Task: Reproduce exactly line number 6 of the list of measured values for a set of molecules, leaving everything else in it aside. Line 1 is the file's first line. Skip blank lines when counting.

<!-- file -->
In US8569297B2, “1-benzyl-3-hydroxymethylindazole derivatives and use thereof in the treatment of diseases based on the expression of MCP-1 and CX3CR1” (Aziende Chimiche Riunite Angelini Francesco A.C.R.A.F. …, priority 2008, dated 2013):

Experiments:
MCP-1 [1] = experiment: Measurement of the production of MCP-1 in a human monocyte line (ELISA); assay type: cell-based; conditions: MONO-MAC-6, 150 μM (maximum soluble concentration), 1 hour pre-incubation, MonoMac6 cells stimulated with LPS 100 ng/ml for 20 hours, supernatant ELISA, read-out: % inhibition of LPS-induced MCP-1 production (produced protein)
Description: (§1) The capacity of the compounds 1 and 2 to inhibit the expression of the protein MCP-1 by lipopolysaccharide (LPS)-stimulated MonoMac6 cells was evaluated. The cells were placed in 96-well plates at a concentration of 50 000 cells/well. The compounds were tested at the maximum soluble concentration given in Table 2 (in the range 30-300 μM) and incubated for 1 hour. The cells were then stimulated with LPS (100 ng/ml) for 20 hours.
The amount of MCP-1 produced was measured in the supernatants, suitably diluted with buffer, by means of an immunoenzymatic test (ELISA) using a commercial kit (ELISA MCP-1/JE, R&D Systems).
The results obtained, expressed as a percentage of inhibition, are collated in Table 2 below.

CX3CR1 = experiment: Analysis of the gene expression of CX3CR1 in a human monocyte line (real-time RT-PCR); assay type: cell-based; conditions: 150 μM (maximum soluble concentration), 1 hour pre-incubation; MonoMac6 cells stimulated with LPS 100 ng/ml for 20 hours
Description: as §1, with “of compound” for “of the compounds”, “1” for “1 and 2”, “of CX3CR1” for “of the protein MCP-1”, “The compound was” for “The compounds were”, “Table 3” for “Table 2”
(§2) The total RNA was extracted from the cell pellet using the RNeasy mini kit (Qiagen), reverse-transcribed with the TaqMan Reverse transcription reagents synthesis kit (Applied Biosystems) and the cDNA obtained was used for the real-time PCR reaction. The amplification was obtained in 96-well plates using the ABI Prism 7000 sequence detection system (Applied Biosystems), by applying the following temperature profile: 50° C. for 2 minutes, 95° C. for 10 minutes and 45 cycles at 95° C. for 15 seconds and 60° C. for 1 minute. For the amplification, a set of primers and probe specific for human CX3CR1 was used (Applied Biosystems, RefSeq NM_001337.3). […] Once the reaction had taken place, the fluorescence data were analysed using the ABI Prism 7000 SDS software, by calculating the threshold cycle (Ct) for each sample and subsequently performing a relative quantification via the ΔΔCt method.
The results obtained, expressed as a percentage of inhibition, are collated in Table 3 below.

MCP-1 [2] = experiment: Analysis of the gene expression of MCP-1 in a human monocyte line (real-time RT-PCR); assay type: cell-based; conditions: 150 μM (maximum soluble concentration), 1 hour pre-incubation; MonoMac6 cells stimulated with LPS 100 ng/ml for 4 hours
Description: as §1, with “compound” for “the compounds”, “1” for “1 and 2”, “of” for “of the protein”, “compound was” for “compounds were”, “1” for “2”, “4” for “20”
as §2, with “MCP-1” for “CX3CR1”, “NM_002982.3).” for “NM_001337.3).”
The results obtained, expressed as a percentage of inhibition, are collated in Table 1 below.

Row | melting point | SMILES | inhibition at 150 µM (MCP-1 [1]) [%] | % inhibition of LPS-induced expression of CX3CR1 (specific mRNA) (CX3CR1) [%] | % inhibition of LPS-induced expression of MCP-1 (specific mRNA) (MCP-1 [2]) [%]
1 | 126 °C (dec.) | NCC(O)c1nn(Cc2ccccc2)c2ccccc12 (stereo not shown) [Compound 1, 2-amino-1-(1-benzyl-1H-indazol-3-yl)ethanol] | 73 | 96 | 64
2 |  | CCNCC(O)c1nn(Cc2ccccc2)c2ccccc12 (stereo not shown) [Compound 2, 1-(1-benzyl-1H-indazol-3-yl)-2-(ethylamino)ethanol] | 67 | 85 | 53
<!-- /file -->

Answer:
The results obtained, expressed as a percentage of inhibition, are collated in Table 2 below.